By Lauren Fox, Melanie Zanona and Manu Raju, CNN
Updated: Wed, 21 Jul 2021 13:18:59 GMT
Republicans on the House's new investigative committee are gearing up for a protracted clash with Democrats over former President Donald Trump's role in the January 6 attack, with the GOP looking to turn the focus into the Capitol's lack of preparedness, Speaker Nancy Pelosi's actions and political violence more broadly in the US.
The planning is still in its nascent stages after House Minority Leader Kevin McCarthy spent weeks methodically selecting GOP members he believes would be best equipped to deliver the Republican counterpoint to the probe. But Republican sources and lawmakers involved in the investigation made clear that they will attempt to push the investigation into areas that Democrats may be unwilling to go.
"There's one fundamental question that I hope Democrats will actually answer and address and that is why wasn't there a proper security presence that day?" said Rep. Jim Jordan, a Republican from Ohio who helped the lead the effort in Congress to try to overturn the electoral results. "And frankly, only the speaker can answer that question so let's see if the Democrats bring that up."
Democrats say that the GOP is already trying to muddy the waters to focus on Pelosi, contending she's not directly in charge of the Capitol's security posture, while taking attention away from Trump's months-long effort to overturn the election, lie about the results and rile up his supporters at the January 6 rally before the deadly riot.
"Well, if you look at the charge that we have in the resolution, it says the facts and circumstances around January 6. I don't see the speaker being part and parcel to that," Mississippi Rep. Bennie Thompson, the Democratic chairman of the committee, told CNN. "It's a free country, and people can say what they want. As to whether or not it has a place in this committee remains to be seen."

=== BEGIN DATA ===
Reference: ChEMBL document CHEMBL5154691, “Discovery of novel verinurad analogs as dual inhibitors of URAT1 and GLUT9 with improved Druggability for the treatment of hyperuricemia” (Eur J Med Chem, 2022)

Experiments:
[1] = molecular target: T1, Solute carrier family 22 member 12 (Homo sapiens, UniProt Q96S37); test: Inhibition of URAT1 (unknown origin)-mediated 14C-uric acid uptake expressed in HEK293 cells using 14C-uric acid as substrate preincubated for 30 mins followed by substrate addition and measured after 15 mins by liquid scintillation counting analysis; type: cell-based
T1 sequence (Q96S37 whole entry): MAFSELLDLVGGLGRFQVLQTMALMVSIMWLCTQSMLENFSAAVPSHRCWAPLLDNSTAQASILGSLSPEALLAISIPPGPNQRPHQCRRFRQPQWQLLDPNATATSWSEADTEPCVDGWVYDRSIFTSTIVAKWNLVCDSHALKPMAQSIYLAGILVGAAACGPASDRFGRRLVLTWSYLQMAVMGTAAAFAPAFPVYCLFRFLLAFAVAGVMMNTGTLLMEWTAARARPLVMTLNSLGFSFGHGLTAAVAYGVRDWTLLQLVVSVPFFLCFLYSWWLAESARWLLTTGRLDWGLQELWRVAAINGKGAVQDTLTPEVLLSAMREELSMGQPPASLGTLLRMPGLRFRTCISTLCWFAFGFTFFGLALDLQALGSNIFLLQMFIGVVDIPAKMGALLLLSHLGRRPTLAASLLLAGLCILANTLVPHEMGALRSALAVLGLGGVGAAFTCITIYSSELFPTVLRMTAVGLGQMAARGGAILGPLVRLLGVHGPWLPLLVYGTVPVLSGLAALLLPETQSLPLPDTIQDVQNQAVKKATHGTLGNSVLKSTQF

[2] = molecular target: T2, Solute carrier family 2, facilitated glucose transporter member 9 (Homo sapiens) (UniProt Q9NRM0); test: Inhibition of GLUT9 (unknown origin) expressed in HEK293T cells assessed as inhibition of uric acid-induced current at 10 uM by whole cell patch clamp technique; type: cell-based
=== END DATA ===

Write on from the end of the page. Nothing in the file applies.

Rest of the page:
Drew Hammill, deputy chief of staff to Pelosi, responded to the GOP angle of attack, by saying, "You know your strategy is desperate when even Ron Johnson has given up on it," a reference to Republican Sen. Ron Johnson of Wisconsin, who has made significant efforts to downplay and rewrite the events of January 6.
"On January 6th, the Speaker, a target of an assassination attempt that day, was no more in charge of Capitol security than Mitch McConnell was," Hammill said in a statement. "This is a clear attempt to whitewash what happened on January 6th and divert blame."
While Pelosi has the power to veto the picks, and has not said what she will do, the newly named Republicans are expected to hold a strategy session either this weekend or on Monday in order to gear up for the committee's first hearing next week with police officers who defended the Capitol on January 6, according to multiple GOP sources.
And the GOP may lean heavily on Rep. Troy Nehls, a Republican from Texas and one of McCarthy's committee picks who is a former sheriff and military officer, as they start to craft their line of questioning and try to avoid being seen as bashing or dismissive of law enforcement.
Impeachment investigator involved with hearing prep
Democrats, too, are beginning to craft their own plans for next week's hearing with police officers, some of whom are expected to raise concerns about the efforts by some Republicans to rewrite the events of that day.
In private, Democrats have met in Pelosi's office with a top investigator who led the charge in Trump's first impeachment, Daniel Goldman, to help prepare for the hearing, according to a person with knowledge of the matter.
"We're going to have to have very serious parliamentary order within the committee," said Rep. Jamie Raskin of Maryland, the Democratic lead impeachment manager in Trump's second impeachment and a member of the panel. "Obviously when we go around, people are going to be able to say what they want to say during their five minutes. But we cannot tolerate constant interruption and derailment of the purposes of the committee."
Privately, Democrats are in the throes of prep now with staff holding closed-door sessions and Zoom calls with key officers Tuesday ahead of the hearing. Members say they are spending considerable time reading prior testimony and interviews with their witnesses and others. They also say they are spending time reading indictments to familiarize themselves with more details about the alleged events that occurred in the Capitol on January 6.
"You read a lot," Rep. Peter Aguilar, a Democrat from California, told CNN about his prep.